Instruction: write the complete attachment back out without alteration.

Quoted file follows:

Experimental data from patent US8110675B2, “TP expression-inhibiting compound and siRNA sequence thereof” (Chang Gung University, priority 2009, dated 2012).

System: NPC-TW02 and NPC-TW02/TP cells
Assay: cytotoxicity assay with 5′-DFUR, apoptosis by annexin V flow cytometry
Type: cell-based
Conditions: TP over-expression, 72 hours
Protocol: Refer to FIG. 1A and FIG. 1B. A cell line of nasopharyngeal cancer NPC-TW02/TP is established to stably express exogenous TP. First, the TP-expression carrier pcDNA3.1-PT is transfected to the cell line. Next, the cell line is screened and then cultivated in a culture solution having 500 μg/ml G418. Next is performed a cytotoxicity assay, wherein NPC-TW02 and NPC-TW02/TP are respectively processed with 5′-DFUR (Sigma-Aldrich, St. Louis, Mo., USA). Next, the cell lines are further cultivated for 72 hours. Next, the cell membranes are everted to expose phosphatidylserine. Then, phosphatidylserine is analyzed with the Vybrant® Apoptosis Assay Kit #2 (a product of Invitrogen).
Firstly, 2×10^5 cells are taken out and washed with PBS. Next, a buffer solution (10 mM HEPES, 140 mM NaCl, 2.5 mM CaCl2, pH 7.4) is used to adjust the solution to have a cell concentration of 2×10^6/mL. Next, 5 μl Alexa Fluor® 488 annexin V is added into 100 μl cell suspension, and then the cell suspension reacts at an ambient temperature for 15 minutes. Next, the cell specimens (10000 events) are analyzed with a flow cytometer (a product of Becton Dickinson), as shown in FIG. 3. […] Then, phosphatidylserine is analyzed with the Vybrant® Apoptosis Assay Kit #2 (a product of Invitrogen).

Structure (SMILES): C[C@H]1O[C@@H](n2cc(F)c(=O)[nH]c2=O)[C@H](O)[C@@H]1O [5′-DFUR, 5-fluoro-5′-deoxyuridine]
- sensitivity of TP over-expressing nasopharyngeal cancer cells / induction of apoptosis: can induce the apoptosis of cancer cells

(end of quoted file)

Experimental data from patent US8110675B2, “TP expression-inhibiting compound and siRNA sequence thereof” (Chang Gung University, priority 2009, dated 2012).

System: NPC-TW02 and NPC-TW02/TP cells
Assay: cytotoxicity assay with 5′-DFUR, apoptosis by annexin V flow cytometry
Type: cell-based
Conditions: TP over-expression, 72 hours
Protocol: Refer to FIG. 1A and FIG. 1B. A cell line of nasopharyngeal cancer NPC-TW02/TP is established to stably express exogenous TP. First, the TP-expression carrier pcDNA3.1-PT is transfected to the cell line. Next, the cell line is screened and then cultivated in a culture solution having 500 μg/ml G418. Next is performed a cytotoxicity assay, wherein NPC-TW02 and NPC-TW02/TP are respectively processed with 5′-DFUR (Sigma-Aldrich, St. Louis, Mo., USA). Next, the cell lines are further cultivated for 72 hours. Next, the cell membranes are everted to expose phosphatidylserine. Then, phosphatidylserine is analyzed with the Vybrant® Apoptosis Assay Kit #2 (a product of Invitrogen).
Firstly, 2×10^5 cells are taken out and washed with PBS. Next, a buffer solution (10 mM HEPES, 140 mM NaCl, 2.5 mM CaCl2, pH 7.4) is used to adjust the solution to have a cell concentration of 2×10^6/mL. Next, 5 μl Alexa Fluor® 488 annexin V is added into 100 μl cell suspension, and then the cell suspension reacts at an ambient temperature for 15 minutes. Next, the cell specimens (10000 events) are analyzed with a flow cytometer (a product of Becton Dickinson), as shown in FIG. 3. […] Then, phosphatidylserine is analyzed with the Vybrant® Apoptosis Assay Kit #2 (a product of Invitrogen).

Structure (SMILES): C[C@H]1O[C@@H](n2cc(F)c(=O)[nH]c2=O)[C@H](O)[C@@H]1O [5′-DFUR, 5-fluoro-5′-deoxyuridine]
- sensitivity of TP over-expressing nasopharyngeal cancer cells / induction of apoptosis: can induce the apoptosis of cancer cells